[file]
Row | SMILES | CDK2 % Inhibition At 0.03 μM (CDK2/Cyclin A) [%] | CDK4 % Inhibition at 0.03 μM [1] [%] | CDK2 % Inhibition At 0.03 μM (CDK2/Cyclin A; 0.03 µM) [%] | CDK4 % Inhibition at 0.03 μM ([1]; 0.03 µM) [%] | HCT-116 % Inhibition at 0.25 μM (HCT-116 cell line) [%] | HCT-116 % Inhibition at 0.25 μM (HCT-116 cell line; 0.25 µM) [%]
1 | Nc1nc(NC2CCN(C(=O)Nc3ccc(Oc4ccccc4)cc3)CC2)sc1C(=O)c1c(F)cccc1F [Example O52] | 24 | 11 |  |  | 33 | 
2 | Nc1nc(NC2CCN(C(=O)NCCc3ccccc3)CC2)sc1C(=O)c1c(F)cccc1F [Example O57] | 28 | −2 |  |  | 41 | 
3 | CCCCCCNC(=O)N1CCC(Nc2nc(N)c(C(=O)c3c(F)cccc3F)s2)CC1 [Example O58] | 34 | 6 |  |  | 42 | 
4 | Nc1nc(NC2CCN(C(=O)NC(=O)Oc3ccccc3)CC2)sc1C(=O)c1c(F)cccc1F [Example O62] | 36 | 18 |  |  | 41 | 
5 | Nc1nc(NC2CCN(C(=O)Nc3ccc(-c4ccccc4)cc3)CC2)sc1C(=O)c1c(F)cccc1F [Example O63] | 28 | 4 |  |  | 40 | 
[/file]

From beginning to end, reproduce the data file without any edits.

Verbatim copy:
Row | SMILES | CDK2 % Inhibition At 0.03 μM (CDK2/Cyclin A) [%] | CDK4 % Inhibition at 0.03 μM [1] [%] | CDK2 % Inhibition At 0.03 μM (CDK2/Cyclin A; 0.03 µM) [%] | CDK4 % Inhibition at 0.03 μM ([1]; 0.03 µM) [%] | HCT-116 % Inhibition at 0.25 μM (HCT-116 cell line) [%] | HCT-116 % Inhibition at 0.25 μM (HCT-116 cell line; 0.25 µM) [%]
1 | Nc1nc(NC2CCN(C(=O)Nc3ccc(Oc4ccccc4)cc3)CC2)sc1C(=O)c1c(F)cccc1F [Example O52] | 24 | 11 |  |  | 33 | 
2 | Nc1nc(NC2CCN(C(=O)NCCc3ccccc3)CC2)sc1C(=O)c1c(F)cccc1F [Example O57] | 28 | −2 |  |  | 41 | 
3 | CCCCCCNC(=O)N1CCC(Nc2nc(N)c(C(=O)c3c(F)cccc3F)s2)CC1 [Example O58] | 34 | 6 |  |  | 42 | 
4 | Nc1nc(NC2CCN(C(=O)NC(=O)Oc3ccccc3)CC2)sc1C(=O)c1c(F)cccc1F [Example O62] | 36 | 18 |  |  | 41 | 
5 | Nc1nc(NC2CCN(C(=O)Nc3ccc(-c4ccccc4)cc3)CC2)sc1C(=O)c1c(F)cccc1F [Example O63] | 28 | 4 |  |  | 40 | 